The Book Break-up Tag

(Trigger warning: dating disasters)

My love life, for once, is going well.

I can’t say the same about my reading life.

This started out as a jokey blog post that turned really serious. (I wrote it during the December Sads.)

To avoid the dark, woe-is-me implications of something I’d INTENDED to be funny, I turned that post into a book tag.




1. Answer the questions.

2. Link back here.

3. Tag friends, family, and fellow bloggers.

4. Try not to cry.

5. Cry a lot.


Blind Date

A book your friend swore you’d love

To begin with, I don’t think The Samurai’s Garden was my kind of story.

My friend Claire loved it, so I thought I’d at least try.


I pushed myself to keep reading for about 60 pages.

After snapping yet again at the drip of a protagonist, I decided to stop.


Awkward Second Date

A book you finished and decided you didn’t like

I called myself an A Song of Ice and Fire fan for the better part of a year.

I dedicated many, MANY hours to all the happenings in Westeros.

I hit my limit at book five.

Dance of Dragons

Things kept getting worse for the characters and I no longer wanted to witness it.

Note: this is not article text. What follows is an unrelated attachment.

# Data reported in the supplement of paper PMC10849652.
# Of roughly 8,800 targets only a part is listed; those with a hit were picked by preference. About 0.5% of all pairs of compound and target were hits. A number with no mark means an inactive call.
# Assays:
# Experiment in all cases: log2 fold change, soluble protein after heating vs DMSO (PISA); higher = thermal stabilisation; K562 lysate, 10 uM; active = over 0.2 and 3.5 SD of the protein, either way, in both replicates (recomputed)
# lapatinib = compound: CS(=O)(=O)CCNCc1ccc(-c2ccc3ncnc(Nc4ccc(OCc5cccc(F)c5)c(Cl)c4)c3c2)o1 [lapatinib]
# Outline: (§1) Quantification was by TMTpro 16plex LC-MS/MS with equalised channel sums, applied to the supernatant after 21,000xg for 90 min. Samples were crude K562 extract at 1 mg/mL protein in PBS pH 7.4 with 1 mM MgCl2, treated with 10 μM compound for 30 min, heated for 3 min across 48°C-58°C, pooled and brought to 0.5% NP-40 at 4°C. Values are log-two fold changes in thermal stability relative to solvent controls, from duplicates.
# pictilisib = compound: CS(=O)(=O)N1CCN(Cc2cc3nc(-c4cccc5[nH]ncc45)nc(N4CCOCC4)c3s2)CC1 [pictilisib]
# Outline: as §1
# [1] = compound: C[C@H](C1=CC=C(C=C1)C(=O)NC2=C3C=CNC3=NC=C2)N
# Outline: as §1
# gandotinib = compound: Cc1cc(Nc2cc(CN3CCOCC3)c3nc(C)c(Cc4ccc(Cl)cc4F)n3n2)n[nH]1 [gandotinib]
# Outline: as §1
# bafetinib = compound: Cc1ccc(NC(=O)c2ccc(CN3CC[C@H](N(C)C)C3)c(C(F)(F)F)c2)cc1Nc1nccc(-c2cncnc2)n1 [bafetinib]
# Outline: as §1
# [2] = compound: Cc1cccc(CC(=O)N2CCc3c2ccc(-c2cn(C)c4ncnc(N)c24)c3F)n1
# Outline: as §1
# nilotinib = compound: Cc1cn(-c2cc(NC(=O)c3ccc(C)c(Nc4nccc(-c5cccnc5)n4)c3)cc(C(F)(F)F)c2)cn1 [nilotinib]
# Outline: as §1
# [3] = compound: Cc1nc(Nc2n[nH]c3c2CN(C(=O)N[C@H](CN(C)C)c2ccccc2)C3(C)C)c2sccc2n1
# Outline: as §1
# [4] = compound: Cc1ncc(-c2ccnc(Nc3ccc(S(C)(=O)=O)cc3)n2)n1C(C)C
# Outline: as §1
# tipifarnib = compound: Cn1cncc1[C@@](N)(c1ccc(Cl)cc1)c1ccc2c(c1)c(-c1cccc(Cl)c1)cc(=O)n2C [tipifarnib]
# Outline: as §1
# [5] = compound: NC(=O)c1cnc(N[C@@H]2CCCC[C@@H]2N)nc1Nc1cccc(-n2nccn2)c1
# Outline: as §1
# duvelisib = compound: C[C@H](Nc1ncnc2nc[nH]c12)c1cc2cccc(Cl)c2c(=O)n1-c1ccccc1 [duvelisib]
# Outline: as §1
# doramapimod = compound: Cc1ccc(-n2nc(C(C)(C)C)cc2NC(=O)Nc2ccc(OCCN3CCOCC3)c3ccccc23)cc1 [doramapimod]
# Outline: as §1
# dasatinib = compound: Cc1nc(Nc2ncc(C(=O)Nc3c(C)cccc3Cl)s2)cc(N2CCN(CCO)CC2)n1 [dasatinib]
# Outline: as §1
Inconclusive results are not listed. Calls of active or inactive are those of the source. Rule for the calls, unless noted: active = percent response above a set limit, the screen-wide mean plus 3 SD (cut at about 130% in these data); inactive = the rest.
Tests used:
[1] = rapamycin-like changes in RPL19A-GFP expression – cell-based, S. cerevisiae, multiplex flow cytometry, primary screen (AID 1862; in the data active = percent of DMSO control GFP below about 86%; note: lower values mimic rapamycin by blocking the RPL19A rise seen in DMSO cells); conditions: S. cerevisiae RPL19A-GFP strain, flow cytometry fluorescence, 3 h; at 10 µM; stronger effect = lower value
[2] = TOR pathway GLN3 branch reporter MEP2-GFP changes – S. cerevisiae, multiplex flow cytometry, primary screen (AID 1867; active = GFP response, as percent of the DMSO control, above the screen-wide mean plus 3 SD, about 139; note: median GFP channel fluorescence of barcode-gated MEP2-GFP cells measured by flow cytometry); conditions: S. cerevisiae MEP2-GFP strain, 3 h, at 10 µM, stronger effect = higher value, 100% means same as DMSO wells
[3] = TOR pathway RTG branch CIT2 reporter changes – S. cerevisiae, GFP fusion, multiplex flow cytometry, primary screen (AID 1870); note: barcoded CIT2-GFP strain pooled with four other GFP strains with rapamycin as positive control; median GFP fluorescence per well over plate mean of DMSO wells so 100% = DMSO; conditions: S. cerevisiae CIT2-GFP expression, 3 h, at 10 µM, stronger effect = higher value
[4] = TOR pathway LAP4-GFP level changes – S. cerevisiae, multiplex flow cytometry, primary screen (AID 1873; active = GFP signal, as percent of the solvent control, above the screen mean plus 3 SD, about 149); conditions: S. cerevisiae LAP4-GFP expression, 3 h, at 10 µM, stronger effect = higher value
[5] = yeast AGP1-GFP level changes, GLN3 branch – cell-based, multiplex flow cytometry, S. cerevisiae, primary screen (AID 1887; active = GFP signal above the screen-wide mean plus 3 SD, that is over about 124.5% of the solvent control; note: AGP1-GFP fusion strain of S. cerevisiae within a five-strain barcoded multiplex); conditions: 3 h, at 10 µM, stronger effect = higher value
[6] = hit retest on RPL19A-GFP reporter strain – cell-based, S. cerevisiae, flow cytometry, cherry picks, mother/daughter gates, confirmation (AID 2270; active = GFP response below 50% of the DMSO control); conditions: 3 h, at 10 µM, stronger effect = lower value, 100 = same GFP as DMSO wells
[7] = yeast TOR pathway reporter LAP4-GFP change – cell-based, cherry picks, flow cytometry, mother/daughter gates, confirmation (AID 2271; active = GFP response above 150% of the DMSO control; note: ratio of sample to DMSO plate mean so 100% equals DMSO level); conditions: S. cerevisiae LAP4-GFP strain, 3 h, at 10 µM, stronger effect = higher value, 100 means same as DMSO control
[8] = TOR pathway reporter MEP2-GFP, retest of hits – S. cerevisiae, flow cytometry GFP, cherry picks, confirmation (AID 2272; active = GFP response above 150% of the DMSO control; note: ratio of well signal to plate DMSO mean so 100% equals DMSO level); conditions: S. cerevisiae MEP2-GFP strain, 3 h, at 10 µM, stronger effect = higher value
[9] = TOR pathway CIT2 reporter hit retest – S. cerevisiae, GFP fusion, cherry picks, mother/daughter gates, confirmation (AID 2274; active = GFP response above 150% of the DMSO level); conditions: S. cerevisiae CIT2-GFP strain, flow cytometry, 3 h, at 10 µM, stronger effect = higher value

Perfect on Paper

A book that, by all accounts, you SHOULD have loved

I know I expressed doubts about Geekerella before I read it, but I expected, at the very least, to have fun with the story.


I might be the only person who actively hated this book.

It’s hard for me to explain why. It had a lot of elements I should have loved. For one thing, the main character works at a vegan food truck with her queer enemy-turned-best-friend.

Too twee, maybe? Trying too hard?

I might come back to this book when I have a better explanation.

For now, I tried and failed to enjoy this book. It happens.


Worst Date Ever

A book that almost ruined an entire genre

I have been searching for this book for over a year and I FINALLY FOUND IT.

The Peculiars almost ruined steampunk for me.


I held very cynical opinions about the genre for YEARS after reading this wannabe X-men tale.

(Question: why was “steampunk X-men” such a popular plot in the early 2010s? WHO OKAYED THIS TREND?)

This is a book I was really hyped about, too.

It’s not great, it ends on a sequel hook, and the author never wrote a follow-up.

I’m not sure where the “sexy inventor” trope came from, but this book leaned on it HARD for its love triangle.

At least, I think there was a love triangle. It was 2012, after all.


Just Friends

A book you think would be perfect for someone else

Shadow of the Wind

The magical realism elements in Carlos Ruiz Zafon’s books sound interesting, but I think the thriller angle would be better appreciated by my dad.


Problematic Opinions

A book with a questionable message

I should start by saying Josh Harris has since renounced the ideas professed in this book.

Call me ungenerous, but I say too little, too late.

I Kissed Dating Goodbye

I Kissed Dating Goodbye is the granddaddy of bad advice.